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Are banks aiding the fraudsters?

By Ben Flanagan



This morning’s phone call couldn’t have come at a better time. HSBC rang to offer me Dh20,000 paid straight into my current account, to be charged to my credit card at a very low rate. Perfect to pay off that overdraft back in the UK, I thought.

The offer was open to “only a few valued customers”, and the money would be paid into my account within five days. Goodness: a boost for both my bank balance, and my ego. 

All I had to do was provide my credit card and bank account numbers over the phone immediately, as the offer would close in the next 30 minutes, and I couldn’t call them back because they had an “automatic dialer”.

Alarm bells started ringing.  Was this really my bank?

And so I called HSBC’s press relations department in Dubai, thinking that I’d been the potential victim of a scam. The bank already knows my card number, but also many other less sensitive details about me through which it could have chosen to establish my identity. 

Surely, the call was bogus.  If I had given my card details, the fraudster on the other end of the line would have quickly racked up an overdraft for me here, too.

It turned out that the call was genuine. It originated from HSBC’s Telemarketing Division, which has a ‘security’ policy of asking people their credit card numbers when making such calls. 

So - a sigh of relief? Not really.

The trouble with phone calls such as this is that they indirectly aid potential fraudsters, for whom a common tactic is to make bogus calls claiming to be from genuine banks.

This is because such practices ingrain in the public the idea that – when called by one’s bank – it is acceptable to divulge such personal details. If huge international banks such as HSBC do this, then there is the danger of fraudsters doing the same – only with less benevolent intentions in mind.

HSBC’s policy on this in the UAE appears to differ from its standard practice internationally. On the bank’s UK website, for example, the advice section clearly states that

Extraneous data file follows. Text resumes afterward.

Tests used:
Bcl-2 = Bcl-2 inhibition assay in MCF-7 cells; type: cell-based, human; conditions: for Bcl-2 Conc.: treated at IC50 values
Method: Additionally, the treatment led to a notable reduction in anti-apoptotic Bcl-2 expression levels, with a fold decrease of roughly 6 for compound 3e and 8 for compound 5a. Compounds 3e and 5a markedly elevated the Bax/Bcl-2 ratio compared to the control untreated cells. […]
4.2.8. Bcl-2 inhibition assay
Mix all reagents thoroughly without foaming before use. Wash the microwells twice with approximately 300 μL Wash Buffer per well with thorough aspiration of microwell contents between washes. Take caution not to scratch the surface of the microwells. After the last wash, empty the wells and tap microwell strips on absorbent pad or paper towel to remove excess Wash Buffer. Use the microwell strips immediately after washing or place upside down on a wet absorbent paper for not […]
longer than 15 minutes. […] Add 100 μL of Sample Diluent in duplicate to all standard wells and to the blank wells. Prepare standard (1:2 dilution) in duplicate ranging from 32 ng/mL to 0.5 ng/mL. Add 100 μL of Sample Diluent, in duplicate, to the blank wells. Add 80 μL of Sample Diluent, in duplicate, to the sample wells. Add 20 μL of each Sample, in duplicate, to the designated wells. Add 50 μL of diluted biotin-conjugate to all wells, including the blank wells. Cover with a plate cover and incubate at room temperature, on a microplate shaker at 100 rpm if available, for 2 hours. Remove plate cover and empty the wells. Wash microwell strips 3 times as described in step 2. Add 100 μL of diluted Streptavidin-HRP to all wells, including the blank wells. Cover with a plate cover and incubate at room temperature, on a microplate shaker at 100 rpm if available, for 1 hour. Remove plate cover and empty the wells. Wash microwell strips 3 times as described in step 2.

“if you receive an unsolicited telephone call never disclose your card details.”

A spokesperson for the bank’s UAE operations says that they have a “foolproof” method of security. “The step of asking the card number is to prevent fraud. It is to ensure that we’re speaking to the valid card holder. We always confirm the last four digits of the card number [when making such calls].”

However, this misses the point. Although the call centre may be able to confirm certain personal details (which are, admittedly, not easily obtainable by a fraudster), the very fact that they are making such unsolicited calls asking for card numbers serves as a potential - though inadvertent - aid to fraudsters. 

This is just one area in which banks operating in the UAE need to improve security regulations. Another point of concern is the procedure of making credit card purchases – where signatures are rarely, if ever, checked by sales staff. The ‘chip and pin’ system – under which cardholders enter a code when making purchases in person – could be an answer to this.

For the UAE is not immune to bank fraud. Last year it was reported that cases of ATM fraud are rising, and a number of scams across the UAE were uncovered by police. Online identify theft is also on the rise:
Dubai Police statistics reveal that there were 100 victims of cyber crime in the first half of last year – 30 more than in the same period in 2006.

Improving regulations on unsolicited calls would certainly be a step in the right direction in preventing these figures climbing further.  

And what of that other rising figure, the overdraft? To address that, I might just visit HSBC in person…